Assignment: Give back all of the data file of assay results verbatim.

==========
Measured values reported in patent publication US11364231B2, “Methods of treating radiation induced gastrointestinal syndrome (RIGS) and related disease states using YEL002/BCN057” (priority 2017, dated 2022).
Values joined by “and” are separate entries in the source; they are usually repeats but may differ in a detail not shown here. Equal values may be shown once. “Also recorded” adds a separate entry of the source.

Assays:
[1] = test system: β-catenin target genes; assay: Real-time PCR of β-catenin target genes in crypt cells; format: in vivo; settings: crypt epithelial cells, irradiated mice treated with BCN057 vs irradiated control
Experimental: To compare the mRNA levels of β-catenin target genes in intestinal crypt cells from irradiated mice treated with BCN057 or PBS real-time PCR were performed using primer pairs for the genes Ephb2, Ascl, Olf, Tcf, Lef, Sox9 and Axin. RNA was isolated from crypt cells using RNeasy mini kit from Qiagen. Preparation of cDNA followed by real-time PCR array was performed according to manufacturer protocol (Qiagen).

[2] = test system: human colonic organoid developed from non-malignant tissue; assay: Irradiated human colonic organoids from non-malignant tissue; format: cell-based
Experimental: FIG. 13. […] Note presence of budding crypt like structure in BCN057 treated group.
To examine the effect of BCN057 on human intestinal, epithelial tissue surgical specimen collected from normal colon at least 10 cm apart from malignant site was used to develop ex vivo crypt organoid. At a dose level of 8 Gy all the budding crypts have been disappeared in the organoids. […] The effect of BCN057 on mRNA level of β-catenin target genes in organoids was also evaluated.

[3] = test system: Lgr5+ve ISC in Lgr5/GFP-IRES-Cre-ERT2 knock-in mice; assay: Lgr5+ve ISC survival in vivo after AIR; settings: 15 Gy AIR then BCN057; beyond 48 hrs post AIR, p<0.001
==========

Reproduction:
Measured values reported in patent publication US11364231B2, “Methods of treating radiation induced gastrointestinal syndrome (RIGS) and related disease states using YEL002/BCN057” (priority 2017, dated 2022).
Values joined by “and” are separate entries in the source; they are usually repeats but may differ in a detail not shown here. Equal values may be shown once. “Also recorded” adds a separate entry of the source.

Assays:
[1] = test system: β-catenin target genes; assay: Real-time PCR of β-catenin target genes in crypt cells; format: in vivo; settings: crypt epithelial cells, irradiated mice treated with BCN057 vs irradiated control
Experimental: To compare the mRNA levels of β-catenin target genes in intestinal crypt cells from irradiated mice treated with BCN057 or PBS real-time PCR were performed using primer pairs for the genes Ephb2, Ascl, Olf, Tcf, Lef, Sox9 and Axin. RNA was isolated from crypt cells using RNeasy mini kit from Qiagen. Preparation of cDNA followed by real-time PCR array was performed according to manufacturer protocol (Qiagen).

[2] = test system: human colonic organoid developed from non-malignant tissue; assay: Irradiated human colonic organoids from non-malignant tissue; format: cell-based
Experimental: FIG. 13. […] Note presence of budding crypt like structure in BCN057 treated group.
To examine the effect of BCN057 on human intestinal, epithelial tissue surgical specimen collected from normal colon at least 10 cm apart from malignant site was used to develop ex vivo crypt organoid. At a dose level of 8 Gy all the budding crypts have been disappeared in the organoids. […] The effect of BCN057 on mRNA level of β-catenin target genes in organoids was also evaluated.

[3] = test system: Lgr5+ve ISC in Lgr5/GFP-IRES-Cre-ERT2 knock-in mice; assay: Lgr5+ve ISC survival in vivo after AIR; settings: 15 Gy AIR then BCN057; beyond 48 hrs post AIR, p<0.001